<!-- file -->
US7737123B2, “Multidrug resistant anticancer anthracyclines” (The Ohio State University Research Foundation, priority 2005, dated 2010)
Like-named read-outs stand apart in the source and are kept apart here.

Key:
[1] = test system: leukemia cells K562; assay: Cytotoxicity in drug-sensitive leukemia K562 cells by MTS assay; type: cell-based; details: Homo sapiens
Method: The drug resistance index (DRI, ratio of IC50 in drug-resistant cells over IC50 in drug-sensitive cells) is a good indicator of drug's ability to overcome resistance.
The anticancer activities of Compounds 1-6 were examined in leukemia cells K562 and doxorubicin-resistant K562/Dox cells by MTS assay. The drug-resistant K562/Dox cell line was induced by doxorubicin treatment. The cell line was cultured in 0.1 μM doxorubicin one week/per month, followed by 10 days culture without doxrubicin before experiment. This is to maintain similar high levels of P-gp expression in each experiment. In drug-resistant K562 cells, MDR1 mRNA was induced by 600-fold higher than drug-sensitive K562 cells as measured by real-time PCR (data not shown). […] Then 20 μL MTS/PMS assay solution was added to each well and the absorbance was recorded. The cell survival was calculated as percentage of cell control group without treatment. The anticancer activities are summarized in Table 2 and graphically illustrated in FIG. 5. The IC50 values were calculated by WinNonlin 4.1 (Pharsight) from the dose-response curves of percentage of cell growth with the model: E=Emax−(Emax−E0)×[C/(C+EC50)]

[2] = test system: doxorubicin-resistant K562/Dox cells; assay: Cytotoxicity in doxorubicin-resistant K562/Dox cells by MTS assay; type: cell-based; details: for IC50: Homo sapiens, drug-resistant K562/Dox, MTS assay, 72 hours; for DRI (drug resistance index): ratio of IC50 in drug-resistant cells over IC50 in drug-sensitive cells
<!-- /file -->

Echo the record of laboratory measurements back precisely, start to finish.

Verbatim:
US7737123B2, “Multidrug resistant anticancer anthracyclines” (The Ohio State University Research Foundation, priority 2005, dated 2010)
Like-named read-outs stand apart in the source and are kept apart here.

Key:
[1] = test system: leukemia cells K562; assay: Cytotoxicity in drug-sensitive leukemia K562 cells by MTS assay; type: cell-based; details: Homo sapiens
Method: The drug resistance index (DRI, ratio of IC50 in drug-resistant cells over IC50 in drug-sensitive cells) is a good indicator of drug's ability to overcome resistance.
The anticancer activities of Compounds 1-6 were examined in leukemia cells K562 and doxorubicin-resistant K562/Dox cells by MTS assay. The drug-resistant K562/Dox cell line was induced by doxorubicin treatment. The cell line was cultured in 0.1 μM doxorubicin one week/per month, followed by 10 days culture without doxrubicin before experiment. This is to maintain similar high levels of P-gp expression in each experiment. In drug-resistant K562 cells, MDR1 mRNA was induced by 600-fold higher than drug-sensitive K562 cells as measured by real-time PCR (data not shown). […] Then 20 μL MTS/PMS assay solution was added to each well and the absorbance was recorded. The cell survival was calculated as percentage of cell control group without treatment. The anticancer activities are summarized in Table 2 and graphically illustrated in FIG. 5. The IC50 values were calculated by WinNonlin 4.1 (Pharsight) from the dose-response curves of percentage of cell growth with the model: E=Emax−(Emax−E0)×[C/(C+EC50)]

[2] = test system: doxorubicin-resistant K562/Dox cells; assay: Cytotoxicity in doxorubicin-resistant K562/Dox cells by MTS assay; type: cell-based; details: for IC50: Homo sapiens, drug-resistant K562/Dox, MTS assay, 72 hours; for DRI (drug resistance index): ratio of IC50 in drug-resistant cells over IC50 in drug-sensitive cells